Rules for thee, but not for me

Virginia Attorney General Mark Herring’s choice no longer to honor the carry licenses of many other states has drawn predictable reactions from supporters of gun rights.  As reported by Chris Eger, these include a move in the legislature to make all carry licenses acceptable by law in the state.  But an even more piquant response is the proposal of State Sen. Bill Carrico to strip the Gov. McAuliffe of his protection detail, due to the governor’s support for gun control.

Moralizers at times like to tell us that revenge is a wicked indulgence, but as Sen. Carrico suggested, if the governor is afraid of guns, the legislature can do him the favor of keeping at least some guns out of his presence.  Making politicians like Herring and McAuliffe experience the consequences of their own ideas isn’t even revenge so much as basic fairness.

The saying—rules for thee, but not for me—is a common one in reference to politicians, especially so in the case of elected officials who decide that they and their supporters deserve protections the rest of us are to be denied.  Michael Bloomberg’s security is a matter of cliché these days, but if you’re a New Yorker who isn’t a politician, but still want to carry legally, it helps to be a celebrity.  And surely we all remember Dianne Feinstein’s possession of a carry license at one point when she felt threatened, though she has since given that up.

This kind of attitude—namely that some among us deserve privileges the others do not—is contrary to who we are.  We adopted some of that thinking in our uneasy acceptance of slavery, and it took the repeated convulsions of the Civil War and struggle to end Jim Crow to correct that error.  But in a nation whose founding principle is that all men—all human beings—are created equal, an aristocracy is a dead notion from the start.

By contrast, consider the European experience.  Gun ownership there was seen as something to be restricted to the privileged classes. As David Kopel reminds us, the aristocrats saw guns in the hands of commoners as a threat to their status.  As with the pike and other similar instruments, a firearm makes a marvelous can opener when some popinjay rides by wearing ironmongery.  This attitude goes back to the days after the western half of the Roman Empire fell, the barbarians were attacking from all sides, and the land needed a professional group of warriors to defend it.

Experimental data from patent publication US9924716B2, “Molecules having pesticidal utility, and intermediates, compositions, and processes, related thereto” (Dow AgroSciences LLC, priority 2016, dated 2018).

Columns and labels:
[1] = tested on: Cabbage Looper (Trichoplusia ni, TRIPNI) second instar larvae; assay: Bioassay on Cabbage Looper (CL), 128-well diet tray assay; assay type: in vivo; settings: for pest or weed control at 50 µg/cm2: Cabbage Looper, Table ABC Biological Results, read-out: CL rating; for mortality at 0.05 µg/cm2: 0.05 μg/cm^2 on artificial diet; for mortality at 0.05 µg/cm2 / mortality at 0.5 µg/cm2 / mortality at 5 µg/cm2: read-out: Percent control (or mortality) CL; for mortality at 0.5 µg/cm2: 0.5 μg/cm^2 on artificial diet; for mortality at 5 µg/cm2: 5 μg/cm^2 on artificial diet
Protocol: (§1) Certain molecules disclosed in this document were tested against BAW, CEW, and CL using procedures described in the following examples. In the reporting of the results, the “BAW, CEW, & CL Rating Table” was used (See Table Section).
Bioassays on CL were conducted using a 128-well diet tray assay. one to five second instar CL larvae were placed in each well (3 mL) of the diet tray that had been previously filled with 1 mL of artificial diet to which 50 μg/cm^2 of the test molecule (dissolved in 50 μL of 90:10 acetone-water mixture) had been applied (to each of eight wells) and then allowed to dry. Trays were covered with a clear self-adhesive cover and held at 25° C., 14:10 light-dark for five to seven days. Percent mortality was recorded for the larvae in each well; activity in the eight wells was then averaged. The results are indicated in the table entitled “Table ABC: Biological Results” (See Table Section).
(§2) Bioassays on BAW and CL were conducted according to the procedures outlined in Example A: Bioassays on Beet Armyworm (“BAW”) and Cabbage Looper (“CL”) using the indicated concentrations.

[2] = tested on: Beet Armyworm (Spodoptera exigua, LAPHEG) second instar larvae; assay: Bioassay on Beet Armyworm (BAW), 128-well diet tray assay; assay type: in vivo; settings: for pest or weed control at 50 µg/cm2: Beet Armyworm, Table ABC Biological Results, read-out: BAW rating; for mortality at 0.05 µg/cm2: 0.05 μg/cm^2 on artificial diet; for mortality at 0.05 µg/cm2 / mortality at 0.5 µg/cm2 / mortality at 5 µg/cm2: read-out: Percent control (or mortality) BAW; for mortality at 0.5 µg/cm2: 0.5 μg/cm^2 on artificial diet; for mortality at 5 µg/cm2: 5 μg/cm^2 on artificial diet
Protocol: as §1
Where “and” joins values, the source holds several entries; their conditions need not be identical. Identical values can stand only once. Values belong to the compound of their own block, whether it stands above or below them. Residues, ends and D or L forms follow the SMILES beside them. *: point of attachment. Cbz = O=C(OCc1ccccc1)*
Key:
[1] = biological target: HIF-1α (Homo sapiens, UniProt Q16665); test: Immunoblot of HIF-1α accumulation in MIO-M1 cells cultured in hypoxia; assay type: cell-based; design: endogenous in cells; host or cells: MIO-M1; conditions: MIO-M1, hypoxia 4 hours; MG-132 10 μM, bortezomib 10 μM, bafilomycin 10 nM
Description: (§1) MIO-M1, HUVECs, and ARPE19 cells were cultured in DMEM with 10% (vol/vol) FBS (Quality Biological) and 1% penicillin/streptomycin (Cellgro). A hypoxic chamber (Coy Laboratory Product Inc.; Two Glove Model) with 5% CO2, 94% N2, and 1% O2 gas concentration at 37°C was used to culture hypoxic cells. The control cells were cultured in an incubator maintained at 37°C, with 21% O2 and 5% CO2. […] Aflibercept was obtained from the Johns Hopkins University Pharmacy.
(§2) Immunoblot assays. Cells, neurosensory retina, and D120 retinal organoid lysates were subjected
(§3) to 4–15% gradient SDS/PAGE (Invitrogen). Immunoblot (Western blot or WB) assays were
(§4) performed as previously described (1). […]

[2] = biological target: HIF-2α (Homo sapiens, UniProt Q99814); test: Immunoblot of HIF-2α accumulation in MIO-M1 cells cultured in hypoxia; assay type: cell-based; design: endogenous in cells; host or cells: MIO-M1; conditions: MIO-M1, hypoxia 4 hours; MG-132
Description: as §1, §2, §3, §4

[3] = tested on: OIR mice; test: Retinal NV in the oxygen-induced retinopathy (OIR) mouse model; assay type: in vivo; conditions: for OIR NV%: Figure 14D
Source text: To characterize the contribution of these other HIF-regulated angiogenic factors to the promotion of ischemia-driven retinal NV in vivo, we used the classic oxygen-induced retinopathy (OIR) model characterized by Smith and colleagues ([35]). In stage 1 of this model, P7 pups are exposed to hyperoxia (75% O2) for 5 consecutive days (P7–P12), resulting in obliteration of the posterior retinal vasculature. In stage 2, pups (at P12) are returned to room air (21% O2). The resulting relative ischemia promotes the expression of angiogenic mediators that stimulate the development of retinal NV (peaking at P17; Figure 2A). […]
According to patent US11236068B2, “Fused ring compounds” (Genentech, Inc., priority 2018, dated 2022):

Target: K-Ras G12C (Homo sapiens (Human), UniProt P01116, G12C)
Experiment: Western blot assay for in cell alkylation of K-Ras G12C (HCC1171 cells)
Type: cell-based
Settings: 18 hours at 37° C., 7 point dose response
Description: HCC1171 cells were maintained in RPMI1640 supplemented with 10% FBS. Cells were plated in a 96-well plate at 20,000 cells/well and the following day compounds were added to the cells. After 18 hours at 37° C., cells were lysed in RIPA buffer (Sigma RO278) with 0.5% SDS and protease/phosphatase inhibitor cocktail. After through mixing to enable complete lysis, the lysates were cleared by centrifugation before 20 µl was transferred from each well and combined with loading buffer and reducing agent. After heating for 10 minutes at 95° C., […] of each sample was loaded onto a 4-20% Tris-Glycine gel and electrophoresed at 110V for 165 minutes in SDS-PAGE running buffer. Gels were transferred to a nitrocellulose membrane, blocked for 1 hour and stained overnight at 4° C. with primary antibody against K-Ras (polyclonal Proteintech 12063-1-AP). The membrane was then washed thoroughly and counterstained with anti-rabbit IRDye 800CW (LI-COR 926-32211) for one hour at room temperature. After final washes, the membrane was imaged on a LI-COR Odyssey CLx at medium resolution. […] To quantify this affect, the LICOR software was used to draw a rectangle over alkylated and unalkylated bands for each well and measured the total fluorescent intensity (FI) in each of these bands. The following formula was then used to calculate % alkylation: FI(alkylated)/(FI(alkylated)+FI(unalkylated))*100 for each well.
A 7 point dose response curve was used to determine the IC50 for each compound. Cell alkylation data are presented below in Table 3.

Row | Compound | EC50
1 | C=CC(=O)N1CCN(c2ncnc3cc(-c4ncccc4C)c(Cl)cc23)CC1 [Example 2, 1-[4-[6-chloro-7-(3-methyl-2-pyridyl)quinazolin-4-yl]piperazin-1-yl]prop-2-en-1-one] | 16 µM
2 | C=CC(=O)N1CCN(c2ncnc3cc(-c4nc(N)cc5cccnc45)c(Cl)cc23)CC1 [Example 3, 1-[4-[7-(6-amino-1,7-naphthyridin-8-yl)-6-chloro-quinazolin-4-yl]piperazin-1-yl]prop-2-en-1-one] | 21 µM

Now, though, some of us have learned that we are each responsible for our own defense in the immediate moment, whatever security the state is able to provide broadly.  And we’ve rejected on principle the idea that the few—dare I say the One Percent—deserve legal advantages that the rest of us don’t get.

The advocates of gun control who are politically connected and wealthy can buy security—bodyguards, gated communities, the attentive patrols of well-staffed and respectful police departments.  They will never feel the need to be concerned about ordinary people.  But what we who value gun rights can do is press home to our fellow citizens, to those of us who are ignored by politicians, that gun control isn’t for our benefit.

And we can use our voices and our votes to see to it that those people in power who enact gun control are themselves made to endure what they wish to impose on us.  Until such time as we can remove them from office, that is.

The views and opinions expressed in this post are those of the author’s and do not necessarily reflect the position of

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